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Courses

INH301
Gender and Sexuality in World History
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Historically, women and men have been expected to behave in gender appropriate ways. Yet, what is considered appropriately feminine or masculine is not fixed; instead, these ideals are socially constructed and depend on time and place and are influenced by other categories of identity like status or class, and race and ethnicity. In this course, we will examine the construction of gender ideals and consider the impact of these ideals on aspects of life ranging from the most private (sex, sexual identity, sexual regulation, family formation) to the most public (work, citizenship and political power, war, conquest). Covering the classical period to the modern period and including societies in the Americas, Africa, Asia and Europe, this course will take a comparative approach and will analyze the impact of cultural contact on gender ideals. Whether accepted, adapted or rejected, gender expectations have affected every aspect of men's and women's lives in world history.




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LSO312
The Graphic Novel
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Prerequisite(s):

ENG106 or equivalent or permission of the coordinator

The graphic novel emerged in the last quarter of the twentieth century as a complex narrational medium, powerfully combining telling and showing. From its antecedents in comic strip and comic book, the graphic novel evolved, through a sequence of thematically, narratively, and semiotically challenging comics, into a full-fledged narrative art form. This course surveys a range of graphic novels, both mainstream and independent. The emphasis, however, will be on the independent graphic novel. Secondary readings in history and criticism will help students understand better the context from which the graphic novel emerged, and to grasp more firmly their visual and textual aesthetics.




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LSO375
Introduction to World Drama
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Prerequisite(s):

Admission into degree program.

The course provides an introduction for students to a variety of dramatic works from around the world. The course will present the art and history of theatre as it has evolved from pre-historic times to our post-modern world. We will examine the literature of theatre - structure, form, genre and style and how a play text is transformed into theatre.




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LSO445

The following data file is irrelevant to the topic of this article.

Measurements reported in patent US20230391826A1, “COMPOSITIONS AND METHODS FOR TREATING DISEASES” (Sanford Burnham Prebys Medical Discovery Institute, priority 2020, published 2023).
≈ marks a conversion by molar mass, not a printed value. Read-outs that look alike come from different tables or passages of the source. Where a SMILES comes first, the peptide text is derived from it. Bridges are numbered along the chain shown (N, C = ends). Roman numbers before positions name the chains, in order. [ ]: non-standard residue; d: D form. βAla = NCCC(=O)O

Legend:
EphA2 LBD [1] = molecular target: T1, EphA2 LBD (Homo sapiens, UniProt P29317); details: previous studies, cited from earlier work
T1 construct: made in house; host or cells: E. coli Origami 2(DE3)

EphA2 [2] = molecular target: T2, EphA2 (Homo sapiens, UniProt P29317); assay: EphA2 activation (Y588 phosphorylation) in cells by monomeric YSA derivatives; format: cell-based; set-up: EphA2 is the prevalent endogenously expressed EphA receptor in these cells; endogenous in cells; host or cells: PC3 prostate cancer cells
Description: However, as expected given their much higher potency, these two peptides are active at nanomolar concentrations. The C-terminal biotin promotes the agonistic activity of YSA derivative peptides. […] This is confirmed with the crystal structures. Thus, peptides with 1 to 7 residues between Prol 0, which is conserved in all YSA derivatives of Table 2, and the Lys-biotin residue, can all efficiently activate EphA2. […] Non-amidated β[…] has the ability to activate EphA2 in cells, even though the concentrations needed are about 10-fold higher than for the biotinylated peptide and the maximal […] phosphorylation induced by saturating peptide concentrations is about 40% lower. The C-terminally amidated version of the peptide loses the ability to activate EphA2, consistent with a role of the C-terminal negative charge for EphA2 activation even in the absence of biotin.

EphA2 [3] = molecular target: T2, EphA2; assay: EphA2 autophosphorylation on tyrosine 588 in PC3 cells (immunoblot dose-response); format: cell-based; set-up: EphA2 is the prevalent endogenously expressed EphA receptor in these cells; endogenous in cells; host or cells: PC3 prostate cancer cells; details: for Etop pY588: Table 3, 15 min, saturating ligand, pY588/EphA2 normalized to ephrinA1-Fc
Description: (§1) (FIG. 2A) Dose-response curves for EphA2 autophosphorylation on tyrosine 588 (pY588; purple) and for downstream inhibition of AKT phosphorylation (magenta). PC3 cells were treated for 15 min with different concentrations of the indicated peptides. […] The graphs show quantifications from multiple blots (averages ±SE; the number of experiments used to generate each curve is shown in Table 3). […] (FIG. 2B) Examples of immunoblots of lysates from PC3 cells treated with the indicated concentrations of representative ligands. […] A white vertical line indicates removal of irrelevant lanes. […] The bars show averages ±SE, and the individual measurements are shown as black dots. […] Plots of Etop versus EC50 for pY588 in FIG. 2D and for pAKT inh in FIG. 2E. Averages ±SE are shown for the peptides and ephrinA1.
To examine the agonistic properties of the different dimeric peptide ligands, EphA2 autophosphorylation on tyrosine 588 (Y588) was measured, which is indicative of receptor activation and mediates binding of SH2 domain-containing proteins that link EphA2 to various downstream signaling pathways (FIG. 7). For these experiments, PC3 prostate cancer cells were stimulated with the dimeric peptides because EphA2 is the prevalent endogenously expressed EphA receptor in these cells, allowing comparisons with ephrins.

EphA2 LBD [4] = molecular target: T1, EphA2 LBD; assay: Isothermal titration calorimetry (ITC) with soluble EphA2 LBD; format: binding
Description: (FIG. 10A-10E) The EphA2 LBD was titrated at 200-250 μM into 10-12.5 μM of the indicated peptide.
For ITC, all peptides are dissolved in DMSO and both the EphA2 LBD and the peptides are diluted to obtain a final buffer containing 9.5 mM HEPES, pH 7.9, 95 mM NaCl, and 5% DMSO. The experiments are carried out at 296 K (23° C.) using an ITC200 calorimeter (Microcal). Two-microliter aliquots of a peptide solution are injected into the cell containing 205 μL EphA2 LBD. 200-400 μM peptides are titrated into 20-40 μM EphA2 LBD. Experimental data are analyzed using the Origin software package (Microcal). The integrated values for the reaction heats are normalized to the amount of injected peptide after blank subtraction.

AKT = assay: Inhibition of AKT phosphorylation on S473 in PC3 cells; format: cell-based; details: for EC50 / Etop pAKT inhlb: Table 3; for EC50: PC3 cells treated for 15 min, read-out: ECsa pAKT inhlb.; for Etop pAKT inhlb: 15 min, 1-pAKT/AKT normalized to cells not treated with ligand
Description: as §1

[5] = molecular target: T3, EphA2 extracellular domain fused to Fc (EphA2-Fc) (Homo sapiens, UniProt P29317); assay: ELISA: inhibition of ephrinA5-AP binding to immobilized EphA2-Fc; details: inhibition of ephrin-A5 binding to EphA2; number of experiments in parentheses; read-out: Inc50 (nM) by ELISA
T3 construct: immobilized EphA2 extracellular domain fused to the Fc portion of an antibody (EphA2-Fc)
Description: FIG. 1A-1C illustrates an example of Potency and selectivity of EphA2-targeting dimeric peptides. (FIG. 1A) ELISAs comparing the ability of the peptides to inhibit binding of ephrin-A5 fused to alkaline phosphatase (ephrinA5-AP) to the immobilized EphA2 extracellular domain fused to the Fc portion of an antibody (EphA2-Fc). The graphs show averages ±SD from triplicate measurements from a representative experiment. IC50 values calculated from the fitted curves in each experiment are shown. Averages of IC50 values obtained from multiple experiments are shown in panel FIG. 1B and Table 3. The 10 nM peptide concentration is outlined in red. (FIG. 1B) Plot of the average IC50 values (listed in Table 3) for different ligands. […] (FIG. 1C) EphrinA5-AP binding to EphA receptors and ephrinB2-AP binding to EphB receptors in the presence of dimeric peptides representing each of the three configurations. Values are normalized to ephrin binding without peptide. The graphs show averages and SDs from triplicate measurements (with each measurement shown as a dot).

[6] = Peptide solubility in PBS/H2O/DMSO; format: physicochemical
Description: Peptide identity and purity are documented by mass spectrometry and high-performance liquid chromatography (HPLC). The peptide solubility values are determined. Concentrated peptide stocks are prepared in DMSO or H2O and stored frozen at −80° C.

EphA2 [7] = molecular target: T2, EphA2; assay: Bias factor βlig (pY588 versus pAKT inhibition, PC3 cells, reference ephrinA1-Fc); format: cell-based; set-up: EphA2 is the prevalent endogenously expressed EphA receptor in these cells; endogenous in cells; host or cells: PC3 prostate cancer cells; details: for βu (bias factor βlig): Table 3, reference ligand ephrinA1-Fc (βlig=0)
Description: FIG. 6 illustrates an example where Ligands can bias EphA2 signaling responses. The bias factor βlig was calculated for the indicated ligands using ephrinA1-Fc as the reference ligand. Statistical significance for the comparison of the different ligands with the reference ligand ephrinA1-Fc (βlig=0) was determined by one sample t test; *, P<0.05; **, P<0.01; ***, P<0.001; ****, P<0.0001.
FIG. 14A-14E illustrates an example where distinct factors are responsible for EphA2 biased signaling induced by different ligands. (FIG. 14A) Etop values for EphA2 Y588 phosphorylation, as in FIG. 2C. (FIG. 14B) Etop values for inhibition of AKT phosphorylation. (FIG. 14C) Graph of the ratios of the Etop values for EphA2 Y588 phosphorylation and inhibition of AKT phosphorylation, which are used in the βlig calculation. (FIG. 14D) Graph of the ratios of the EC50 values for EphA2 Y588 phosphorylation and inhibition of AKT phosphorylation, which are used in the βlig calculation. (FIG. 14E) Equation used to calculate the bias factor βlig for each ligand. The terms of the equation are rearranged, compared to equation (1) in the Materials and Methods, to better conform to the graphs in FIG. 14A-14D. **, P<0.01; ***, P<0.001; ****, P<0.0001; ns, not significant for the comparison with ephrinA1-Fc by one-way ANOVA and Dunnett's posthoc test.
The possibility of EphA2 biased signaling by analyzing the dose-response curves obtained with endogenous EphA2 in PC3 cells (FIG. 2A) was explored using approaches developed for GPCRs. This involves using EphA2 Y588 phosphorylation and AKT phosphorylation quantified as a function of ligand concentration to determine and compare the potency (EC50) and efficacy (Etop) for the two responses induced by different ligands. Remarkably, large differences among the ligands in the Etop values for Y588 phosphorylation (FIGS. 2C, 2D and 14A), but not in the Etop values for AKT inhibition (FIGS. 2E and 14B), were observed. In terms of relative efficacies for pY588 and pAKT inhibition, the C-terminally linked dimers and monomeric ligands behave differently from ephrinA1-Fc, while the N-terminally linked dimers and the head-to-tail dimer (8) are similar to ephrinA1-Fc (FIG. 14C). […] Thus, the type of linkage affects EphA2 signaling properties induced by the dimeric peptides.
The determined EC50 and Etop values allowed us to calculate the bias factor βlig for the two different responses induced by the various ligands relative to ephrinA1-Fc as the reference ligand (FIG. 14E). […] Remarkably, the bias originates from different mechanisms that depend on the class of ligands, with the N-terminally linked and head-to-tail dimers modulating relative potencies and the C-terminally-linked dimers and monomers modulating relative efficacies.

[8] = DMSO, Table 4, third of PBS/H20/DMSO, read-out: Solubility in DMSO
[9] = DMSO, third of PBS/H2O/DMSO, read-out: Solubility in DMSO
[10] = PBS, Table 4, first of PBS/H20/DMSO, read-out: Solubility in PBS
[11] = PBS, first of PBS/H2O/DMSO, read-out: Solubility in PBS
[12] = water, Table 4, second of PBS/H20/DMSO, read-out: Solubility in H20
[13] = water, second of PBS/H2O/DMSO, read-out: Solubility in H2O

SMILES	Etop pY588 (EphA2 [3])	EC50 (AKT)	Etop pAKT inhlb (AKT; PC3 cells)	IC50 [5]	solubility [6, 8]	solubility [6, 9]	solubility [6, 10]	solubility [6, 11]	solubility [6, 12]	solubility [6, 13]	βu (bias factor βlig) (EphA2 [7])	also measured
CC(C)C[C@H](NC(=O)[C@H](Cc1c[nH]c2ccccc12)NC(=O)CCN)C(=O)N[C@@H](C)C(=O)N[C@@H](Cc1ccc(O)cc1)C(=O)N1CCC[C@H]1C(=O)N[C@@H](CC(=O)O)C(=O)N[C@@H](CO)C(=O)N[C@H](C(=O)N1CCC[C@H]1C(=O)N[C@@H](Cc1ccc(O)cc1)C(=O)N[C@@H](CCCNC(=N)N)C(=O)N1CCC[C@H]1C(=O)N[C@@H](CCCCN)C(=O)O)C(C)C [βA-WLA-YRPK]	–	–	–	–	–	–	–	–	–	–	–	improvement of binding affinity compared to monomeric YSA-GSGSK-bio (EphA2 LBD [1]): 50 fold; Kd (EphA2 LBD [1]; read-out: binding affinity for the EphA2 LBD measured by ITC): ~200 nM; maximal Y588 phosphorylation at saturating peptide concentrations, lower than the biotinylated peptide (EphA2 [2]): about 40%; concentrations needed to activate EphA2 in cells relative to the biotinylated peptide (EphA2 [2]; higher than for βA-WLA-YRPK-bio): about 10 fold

The Image Age
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Corequisite(s):

LSO245 or Equivalent

We negotiate the world through visual culture, whether we are sighted or have low vision that requires adaptive or assistive technologies, and whether we live in urban spaces saturated with surfaces covered in advertisements and signs or remote places in which we depend on our screens to connect with "the world". The term "visual culture" encompasses many media forms ranging from fine art to film and television to advertising to visual data in fields such as the sciences, law, and medicine. In this class we will examine what it means to study these diverse forms together. We will also discuss how we attach meaning to these visuals and how they impact our culture and society.




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LSO478
Movies and Meaning
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Prerequisite(s):

ENG 106 or one lower-level liberal studies (LSO) or Critical Thinking course.

This course explains how the elements of film structure create meaning. Film is a complex collaborative art form with its own structural and syntactical patterns. Audiences' subliminal and conscious absorption of meaning depends on elements of film structure. This subject will provide an introduction to how movies work. It will present examples to help students grasp each production element and get a sense of film's history. Students will follow a structured approach to understanding how meaning is relayed through light, sound, and motion and the language of visual media products. To "see" and "read" a film, television production, or music video with critical awareness requires learning how film technology creates and shapes meaning.




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Program Contacts

Colleen Shea
Program Assistant
Colleen.Shea@senecacollege.ca
416-491-5050 ext.22685


Melanie Rubens
Program Coordinator
Melanie.Rubens@senecacollege.ca
416-491-5050 ext.22589